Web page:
Each individual is able to create their own career path within the company. Once a new employee starts with us, we identify their initial role and assess the skills that they have, but that person can also tell us what skills they would like to have, or what roles they would like to perform in the future, helping us to create a role development plan for everyone.

Nearshore Americas: Noe, as Country Head of Mexico, how does you connect Mexico with Cognizant HQ and other markets? How does your corporate structure support this market?

Noe Gutierrez: First of all, our three Mexican branches – Mexico City, Guadalajara, and Monterrey – all report to me. Mexico is part of the larger region of Latin America, which has around 3,000 people for Cognizant, and growing. We have senior leaders in what we call horizontals and verticals, who have specific knowledge of domain skills that are shared across the region. This helps with efficiency and to share best practices on a regional scale.

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Latin America reports to Growth Markets, which is, for Cognizant, everything outside of the US and Canada. The US and Canada represents around 77% of our revenue today, which is something we want to change, not to make North America revenue smaller, but to increase the revenue of Growth Markets. We are well on the way to achieving that, as there are a lot of synergies between Latin America and other regions, specifically Europe, Middle East, and APAC.

Also, next year, all the country managers from the Growth Markets regions will get together in Abu Dhabi for a planning session, allowing us to share experiences about what works and what doesn’t, as well as share knowledge and increase collaboration across regions.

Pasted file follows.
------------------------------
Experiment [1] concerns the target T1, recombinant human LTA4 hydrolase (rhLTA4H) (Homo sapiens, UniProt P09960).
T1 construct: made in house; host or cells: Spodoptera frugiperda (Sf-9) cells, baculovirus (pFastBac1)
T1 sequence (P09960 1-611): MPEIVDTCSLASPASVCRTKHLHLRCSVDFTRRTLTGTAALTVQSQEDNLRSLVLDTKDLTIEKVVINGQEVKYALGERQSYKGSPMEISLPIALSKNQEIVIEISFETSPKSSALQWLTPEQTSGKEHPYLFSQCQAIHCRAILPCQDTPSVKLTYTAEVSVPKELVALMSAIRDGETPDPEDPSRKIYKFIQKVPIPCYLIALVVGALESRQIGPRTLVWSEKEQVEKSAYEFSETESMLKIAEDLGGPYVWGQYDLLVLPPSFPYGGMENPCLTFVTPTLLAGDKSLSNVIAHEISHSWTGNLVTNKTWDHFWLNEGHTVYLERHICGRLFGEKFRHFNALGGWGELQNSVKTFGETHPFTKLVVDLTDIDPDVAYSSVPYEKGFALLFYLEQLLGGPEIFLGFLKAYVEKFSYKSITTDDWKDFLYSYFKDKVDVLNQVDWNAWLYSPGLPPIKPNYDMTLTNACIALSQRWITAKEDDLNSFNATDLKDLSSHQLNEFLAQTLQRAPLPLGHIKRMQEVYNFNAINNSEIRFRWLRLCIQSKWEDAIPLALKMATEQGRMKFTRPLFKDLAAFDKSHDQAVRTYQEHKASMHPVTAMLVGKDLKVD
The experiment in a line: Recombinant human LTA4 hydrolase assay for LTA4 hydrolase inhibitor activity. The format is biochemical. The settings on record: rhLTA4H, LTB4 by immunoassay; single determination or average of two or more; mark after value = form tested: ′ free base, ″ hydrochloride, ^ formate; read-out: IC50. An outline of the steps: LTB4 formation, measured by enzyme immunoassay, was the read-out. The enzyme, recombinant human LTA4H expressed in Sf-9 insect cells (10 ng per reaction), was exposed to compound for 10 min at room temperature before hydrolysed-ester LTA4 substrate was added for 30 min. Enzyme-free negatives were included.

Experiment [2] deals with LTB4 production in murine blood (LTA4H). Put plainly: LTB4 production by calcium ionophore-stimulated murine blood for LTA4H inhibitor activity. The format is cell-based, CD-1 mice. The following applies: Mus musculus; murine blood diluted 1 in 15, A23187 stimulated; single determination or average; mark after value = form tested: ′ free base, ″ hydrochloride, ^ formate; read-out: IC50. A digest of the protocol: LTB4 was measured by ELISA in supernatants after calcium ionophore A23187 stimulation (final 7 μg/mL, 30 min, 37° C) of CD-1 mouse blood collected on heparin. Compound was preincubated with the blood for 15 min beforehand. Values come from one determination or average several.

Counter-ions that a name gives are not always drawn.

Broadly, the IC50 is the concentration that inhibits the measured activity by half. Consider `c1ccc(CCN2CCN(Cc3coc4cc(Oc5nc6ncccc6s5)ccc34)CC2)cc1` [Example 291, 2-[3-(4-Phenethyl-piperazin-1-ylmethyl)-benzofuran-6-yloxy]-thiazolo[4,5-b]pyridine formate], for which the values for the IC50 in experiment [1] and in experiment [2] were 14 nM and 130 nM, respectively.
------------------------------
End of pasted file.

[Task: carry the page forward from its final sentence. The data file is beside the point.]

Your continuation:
Nearshore Americas: In terms of IT and technology in Mexico, what is holding Cognizant back and where could you see the industry start to improve? How does talent play into this?

Ivan Zavala
Ivan Zavala: “Digital is generating traction in Mexico, and is where the large opportunities are coming from.”

Ivan Závala: In our view, we don’t see a struggle but an opportunity. Mexico is maybe a couple of years behind what is happening in Europe or the US. Things like chatbots, VR, and digital in general are generating traction in Mexico, which is where the large opportunity comes from.

We are here, not only to deliver basic services, but to propose digital transformation for companies, and Mexico is on the right path for this. The country is a leader in Latin America in terms of technology adoption – huge global companies are doing this here and that is where we want to engage. This means we have to get them to a position where they are comfortable with innovation.

(ED: For reference, Cognizant is serving four large customers from the Mexico City site: two food and beverage giants, an American supermarket chain, and a global insurance firm, all of which cannot be named due to NDAs.)

Noe Gutierrez: Mexico has excellent talent. It may not have the scale of other countries, like India, but that doesn’t mean the talent is not here. It’s our job to not only find that talent that is available to us right now, but to also take it to the next level. Even if people decide not to stay with Cognizant, for whatever reason, then we make sure that they learn something with us and contribute something toward the country.

Jonás Perretta: By partnering with universities, we send knowledgeable people to train and teach people in lectures and classes, so that even if they do not eventually work at Cognizant, we are still contributing to the talent pool. Students are receptive to the idea of joining a company. Engineers want to create things and be part of something that develops technology. This approach has been successful and is the key to motivating new talent and helping the industry to grow.